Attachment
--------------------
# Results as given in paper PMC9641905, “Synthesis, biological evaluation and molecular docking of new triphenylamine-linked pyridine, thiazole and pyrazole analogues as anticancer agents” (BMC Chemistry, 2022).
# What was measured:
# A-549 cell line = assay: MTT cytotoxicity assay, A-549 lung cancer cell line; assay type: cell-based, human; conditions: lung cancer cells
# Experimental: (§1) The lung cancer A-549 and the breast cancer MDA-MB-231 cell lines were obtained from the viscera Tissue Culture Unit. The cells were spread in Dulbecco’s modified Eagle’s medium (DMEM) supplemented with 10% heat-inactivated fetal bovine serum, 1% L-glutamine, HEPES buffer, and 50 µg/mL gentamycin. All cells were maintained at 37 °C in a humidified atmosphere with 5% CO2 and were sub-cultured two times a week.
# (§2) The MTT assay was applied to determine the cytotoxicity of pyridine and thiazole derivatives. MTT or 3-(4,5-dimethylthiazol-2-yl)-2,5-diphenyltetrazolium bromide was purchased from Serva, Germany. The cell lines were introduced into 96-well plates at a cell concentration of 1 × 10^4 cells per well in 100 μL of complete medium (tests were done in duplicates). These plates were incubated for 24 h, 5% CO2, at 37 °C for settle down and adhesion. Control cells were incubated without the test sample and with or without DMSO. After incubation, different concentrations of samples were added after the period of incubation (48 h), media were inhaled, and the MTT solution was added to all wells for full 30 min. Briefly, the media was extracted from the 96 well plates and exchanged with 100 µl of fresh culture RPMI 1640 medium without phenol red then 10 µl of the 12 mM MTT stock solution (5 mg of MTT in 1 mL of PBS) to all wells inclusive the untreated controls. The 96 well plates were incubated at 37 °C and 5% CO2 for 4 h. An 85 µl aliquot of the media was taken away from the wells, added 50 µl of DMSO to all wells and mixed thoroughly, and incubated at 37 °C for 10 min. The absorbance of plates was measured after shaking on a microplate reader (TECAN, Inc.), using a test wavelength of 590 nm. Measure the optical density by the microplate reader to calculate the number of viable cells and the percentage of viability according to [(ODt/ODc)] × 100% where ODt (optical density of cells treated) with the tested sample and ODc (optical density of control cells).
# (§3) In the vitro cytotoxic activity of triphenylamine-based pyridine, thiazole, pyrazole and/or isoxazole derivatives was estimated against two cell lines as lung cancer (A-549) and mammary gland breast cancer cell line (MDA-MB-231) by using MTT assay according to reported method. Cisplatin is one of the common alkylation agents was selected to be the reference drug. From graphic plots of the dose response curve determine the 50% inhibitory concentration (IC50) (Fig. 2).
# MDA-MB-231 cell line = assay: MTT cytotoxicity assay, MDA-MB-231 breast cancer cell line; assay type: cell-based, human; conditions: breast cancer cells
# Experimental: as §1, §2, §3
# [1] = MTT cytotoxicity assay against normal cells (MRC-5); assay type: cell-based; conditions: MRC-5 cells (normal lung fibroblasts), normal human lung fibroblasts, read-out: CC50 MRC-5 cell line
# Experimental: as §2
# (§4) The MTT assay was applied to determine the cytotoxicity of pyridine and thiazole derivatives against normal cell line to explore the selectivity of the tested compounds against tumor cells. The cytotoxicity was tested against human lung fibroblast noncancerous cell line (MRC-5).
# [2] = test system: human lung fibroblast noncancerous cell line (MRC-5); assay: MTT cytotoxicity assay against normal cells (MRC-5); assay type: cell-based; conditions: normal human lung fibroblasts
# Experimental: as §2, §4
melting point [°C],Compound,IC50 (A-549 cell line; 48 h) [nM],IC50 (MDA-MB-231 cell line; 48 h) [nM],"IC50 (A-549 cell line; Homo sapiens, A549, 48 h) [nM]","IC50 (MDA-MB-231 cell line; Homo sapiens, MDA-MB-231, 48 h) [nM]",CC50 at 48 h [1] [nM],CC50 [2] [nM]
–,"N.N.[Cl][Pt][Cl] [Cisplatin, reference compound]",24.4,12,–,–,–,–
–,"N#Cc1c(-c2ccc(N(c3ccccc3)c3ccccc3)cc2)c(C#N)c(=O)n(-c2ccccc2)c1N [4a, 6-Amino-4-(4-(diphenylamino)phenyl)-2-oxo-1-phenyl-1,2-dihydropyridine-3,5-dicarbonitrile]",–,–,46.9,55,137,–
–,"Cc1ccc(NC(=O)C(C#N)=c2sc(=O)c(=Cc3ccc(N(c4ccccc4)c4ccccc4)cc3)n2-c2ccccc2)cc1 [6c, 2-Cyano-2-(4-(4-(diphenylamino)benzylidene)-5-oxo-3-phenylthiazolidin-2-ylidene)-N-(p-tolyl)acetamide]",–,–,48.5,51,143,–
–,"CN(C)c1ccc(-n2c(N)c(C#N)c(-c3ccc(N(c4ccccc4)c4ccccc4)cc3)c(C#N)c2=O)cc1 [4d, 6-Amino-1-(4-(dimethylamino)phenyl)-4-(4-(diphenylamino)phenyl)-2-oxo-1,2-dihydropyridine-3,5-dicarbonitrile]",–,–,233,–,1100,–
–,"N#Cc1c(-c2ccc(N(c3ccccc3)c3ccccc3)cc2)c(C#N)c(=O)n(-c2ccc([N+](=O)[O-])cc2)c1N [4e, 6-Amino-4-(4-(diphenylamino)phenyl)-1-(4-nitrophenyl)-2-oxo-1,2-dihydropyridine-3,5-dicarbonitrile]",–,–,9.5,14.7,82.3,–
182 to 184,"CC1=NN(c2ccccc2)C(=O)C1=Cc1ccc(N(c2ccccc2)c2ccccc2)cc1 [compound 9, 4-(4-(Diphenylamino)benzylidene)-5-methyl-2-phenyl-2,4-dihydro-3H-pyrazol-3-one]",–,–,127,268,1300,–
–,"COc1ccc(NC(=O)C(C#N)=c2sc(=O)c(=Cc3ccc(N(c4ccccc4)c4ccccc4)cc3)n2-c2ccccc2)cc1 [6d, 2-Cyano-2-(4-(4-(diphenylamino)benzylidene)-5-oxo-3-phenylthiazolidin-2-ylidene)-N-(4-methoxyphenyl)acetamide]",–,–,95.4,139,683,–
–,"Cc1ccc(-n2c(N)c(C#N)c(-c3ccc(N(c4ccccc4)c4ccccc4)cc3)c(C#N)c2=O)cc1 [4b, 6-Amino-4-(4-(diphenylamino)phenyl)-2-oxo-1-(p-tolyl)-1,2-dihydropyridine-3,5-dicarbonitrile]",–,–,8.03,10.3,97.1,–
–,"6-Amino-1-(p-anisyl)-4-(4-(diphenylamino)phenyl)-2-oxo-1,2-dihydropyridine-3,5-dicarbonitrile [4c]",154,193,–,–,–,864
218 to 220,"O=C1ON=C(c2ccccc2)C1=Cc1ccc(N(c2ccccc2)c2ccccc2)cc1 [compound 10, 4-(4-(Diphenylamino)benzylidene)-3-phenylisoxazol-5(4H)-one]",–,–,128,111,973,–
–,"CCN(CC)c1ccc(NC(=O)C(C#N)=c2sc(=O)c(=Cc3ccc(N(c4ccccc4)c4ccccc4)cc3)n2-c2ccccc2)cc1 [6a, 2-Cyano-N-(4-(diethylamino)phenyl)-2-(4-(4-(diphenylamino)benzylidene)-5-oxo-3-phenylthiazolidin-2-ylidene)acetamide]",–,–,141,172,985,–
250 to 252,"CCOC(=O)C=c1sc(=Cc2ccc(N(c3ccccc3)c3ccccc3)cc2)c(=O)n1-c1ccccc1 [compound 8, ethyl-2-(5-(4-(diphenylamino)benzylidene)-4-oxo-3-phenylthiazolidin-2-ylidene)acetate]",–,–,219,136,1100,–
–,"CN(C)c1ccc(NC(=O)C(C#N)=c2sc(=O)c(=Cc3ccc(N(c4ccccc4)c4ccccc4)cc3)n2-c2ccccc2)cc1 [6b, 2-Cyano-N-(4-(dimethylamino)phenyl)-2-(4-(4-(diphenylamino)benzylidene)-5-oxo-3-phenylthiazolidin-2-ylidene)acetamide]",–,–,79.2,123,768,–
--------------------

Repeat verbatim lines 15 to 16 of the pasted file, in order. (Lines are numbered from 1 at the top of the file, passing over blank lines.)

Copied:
–,"N.N.[Cl][Pt][Cl] [Cisplatin, reference compound]",24.4,12,–,–,–,–
–,"N#Cc1c(-c2ccc(N(c3ccccc3)c3ccccc3)cc2)c(C#N)c(=O)n(-c2ccccc2)c1N [4a, 6-Amino-4-(4-(diphenylamino)phenyl)-2-oxo-1-phenyl-1,2-dihydropyridine-3,5-dicarbonitrile]",–,–,46.9,55,137,–